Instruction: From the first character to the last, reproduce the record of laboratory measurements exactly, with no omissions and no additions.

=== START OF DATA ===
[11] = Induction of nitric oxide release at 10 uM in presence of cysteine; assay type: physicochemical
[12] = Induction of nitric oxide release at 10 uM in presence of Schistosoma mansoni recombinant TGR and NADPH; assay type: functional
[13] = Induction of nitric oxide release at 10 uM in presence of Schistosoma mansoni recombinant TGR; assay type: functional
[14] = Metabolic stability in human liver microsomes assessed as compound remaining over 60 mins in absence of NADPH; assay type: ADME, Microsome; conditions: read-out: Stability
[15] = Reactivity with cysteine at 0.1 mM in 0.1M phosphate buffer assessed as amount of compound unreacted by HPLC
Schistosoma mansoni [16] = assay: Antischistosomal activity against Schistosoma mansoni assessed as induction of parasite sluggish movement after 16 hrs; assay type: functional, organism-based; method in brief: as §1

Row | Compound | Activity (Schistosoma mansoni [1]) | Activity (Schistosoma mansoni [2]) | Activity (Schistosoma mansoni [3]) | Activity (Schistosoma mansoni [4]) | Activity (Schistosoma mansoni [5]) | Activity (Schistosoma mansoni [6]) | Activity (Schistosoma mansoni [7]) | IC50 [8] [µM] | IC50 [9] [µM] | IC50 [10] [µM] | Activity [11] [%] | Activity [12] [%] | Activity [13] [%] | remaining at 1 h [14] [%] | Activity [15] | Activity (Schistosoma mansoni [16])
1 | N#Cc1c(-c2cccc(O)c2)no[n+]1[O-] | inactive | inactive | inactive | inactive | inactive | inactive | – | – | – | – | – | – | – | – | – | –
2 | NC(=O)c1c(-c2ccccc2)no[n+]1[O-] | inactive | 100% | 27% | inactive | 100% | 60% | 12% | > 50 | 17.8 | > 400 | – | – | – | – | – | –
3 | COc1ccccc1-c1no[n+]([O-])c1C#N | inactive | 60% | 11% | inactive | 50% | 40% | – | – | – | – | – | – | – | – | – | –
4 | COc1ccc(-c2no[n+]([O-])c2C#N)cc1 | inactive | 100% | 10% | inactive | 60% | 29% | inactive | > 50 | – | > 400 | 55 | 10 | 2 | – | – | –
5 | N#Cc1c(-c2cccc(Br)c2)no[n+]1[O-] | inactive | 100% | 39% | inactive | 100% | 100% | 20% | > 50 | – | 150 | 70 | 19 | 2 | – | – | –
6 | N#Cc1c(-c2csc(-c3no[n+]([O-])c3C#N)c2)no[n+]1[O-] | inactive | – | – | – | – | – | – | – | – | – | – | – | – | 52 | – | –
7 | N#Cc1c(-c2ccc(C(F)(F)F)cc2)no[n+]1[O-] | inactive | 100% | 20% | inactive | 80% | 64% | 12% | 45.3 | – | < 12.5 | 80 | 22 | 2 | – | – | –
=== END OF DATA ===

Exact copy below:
[11] = Induction of nitric oxide release at 10 uM in presence of cysteine; assay type: physicochemical
[12] = Induction of nitric oxide release at 10 uM in presence of Schistosoma mansoni recombinant TGR and NADPH; assay type: functional
[13] = Induction of nitric oxide release at 10 uM in presence of Schistosoma mansoni recombinant TGR; assay type: functional
[14] = Metabolic stability in human liver microsomes assessed as compound remaining over 60 mins in absence of NADPH; assay type: ADME, Microsome; conditions: read-out: Stability
[15] = Reactivity with cysteine at 0.1 mM in 0.1M phosphate buffer assessed as amount of compound unreacted by HPLC
Schistosoma mansoni [16] = assay: Antischistosomal activity against Schistosoma mansoni assessed as induction of parasite sluggish movement after 16 hrs; assay type: functional, organism-based; method in brief: as §1

Row | Compound | Activity (Schistosoma mansoni [1]) | Activity (Schistosoma mansoni [2]) | Activity (Schistosoma mansoni [3]) | Activity (Schistosoma mansoni [4]) | Activity (Schistosoma mansoni [5]) | Activity (Schistosoma mansoni [6]) | Activity (Schistosoma mansoni [7]) | IC50 [8] [µM] | IC50 [9] [µM] | IC50 [10] [µM] | Activity [11] [%] | Activity [12] [%] | Activity [13] [%] | remaining at 1 h [14] [%] | Activity [15] | Activity (Schistosoma mansoni [16])
1 | N#Cc1c(-c2cccc(O)c2)no[n+]1[O-] | inactive | inactive | inactive | inactive | inactive | inactive | – | – | – | – | – | – | – | – | – | –
2 | NC(=O)c1c(-c2ccccc2)no[n+]1[O-] | inactive | 100% | 27% | inactive | 100% | 60% | 12% | > 50 | 17.8 | > 400 | – | – | – | – | – | –
3 | COc1ccccc1-c1no[n+]([O-])c1C#N | inactive | 60% | 11% | inactive | 50% | 40% | – | – | – | – | – | – | – | – | – | –
4 | COc1ccc(-c2no[n+]([O-])c2C#N)cc1 | inactive | 100% | 10% | inactive | 60% | 29% | inactive | > 50 | – | > 400 | 55 | 10 | 2 | – | – | –
5 | N#Cc1c(-c2cccc(Br)c2)no[n+]1[O-] | inactive | 100% | 39% | inactive | 100% | 100% | 20% | > 50 | – | 150 | 70 | 19 | 2 | – | – | –
6 | N#Cc1c(-c2csc(-c3no[n+]([O-])c3C#N)c2)no[n+]1[O-] | inactive | – | – | – | – | – | – | – | – | – | – | – | – | 52 | – | –
7 | N#Cc1c(-c2ccc(C(F)(F)F)cc2)no[n+]1[O-] | inactive | 100% | 20% | inactive | 80% | 64% | 12% | 45.3 | – | < 12.5 | 80 | 22 | 2 | – | – | –